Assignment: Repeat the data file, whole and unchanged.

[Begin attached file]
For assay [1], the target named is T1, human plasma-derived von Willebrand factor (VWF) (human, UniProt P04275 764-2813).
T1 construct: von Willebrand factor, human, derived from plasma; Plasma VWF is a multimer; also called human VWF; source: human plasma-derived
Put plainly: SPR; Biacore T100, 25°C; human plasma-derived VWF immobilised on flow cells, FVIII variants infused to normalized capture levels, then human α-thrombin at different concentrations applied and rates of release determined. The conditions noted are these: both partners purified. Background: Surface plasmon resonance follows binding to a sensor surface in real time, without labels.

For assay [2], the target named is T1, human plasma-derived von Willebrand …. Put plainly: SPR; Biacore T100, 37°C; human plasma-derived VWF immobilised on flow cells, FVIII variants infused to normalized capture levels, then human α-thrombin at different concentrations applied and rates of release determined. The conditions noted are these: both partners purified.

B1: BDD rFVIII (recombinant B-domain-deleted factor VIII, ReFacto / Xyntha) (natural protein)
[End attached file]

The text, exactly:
For assay [1], the target named is T1, human plasma-derived von Willebrand factor (VWF) (human, UniProt P04275 764-2813).
T1 construct: von Willebrand factor, human, derived from plasma; Plasma VWF is a multimer; also called human VWF; source: human plasma-derived
Put plainly: SPR; Biacore T100, 25°C; human plasma-derived VWF immobilised on flow cells, FVIII variants infused to normalized capture levels, then human α-thrombin at different concentrations applied and rates of release determined. The conditions noted are these: both partners purified. Background: Surface plasmon resonance follows binding to a sensor surface in real time, without labels.

For assay [2], the target named is T1, human plasma-derived von Willebrand …. Put plainly: SPR; Biacore T100, 37°C; human plasma-derived VWF immobilised on flow cells, FVIII variants infused to normalized capture levels, then human α-thrombin at different concentrations applied and rates of release determined. The conditions noted are these: both partners purified.

B1: BDD rFVIII (recombinant B-domain-deleted factor VIII, ReFacto / Xyntha) (natural protein)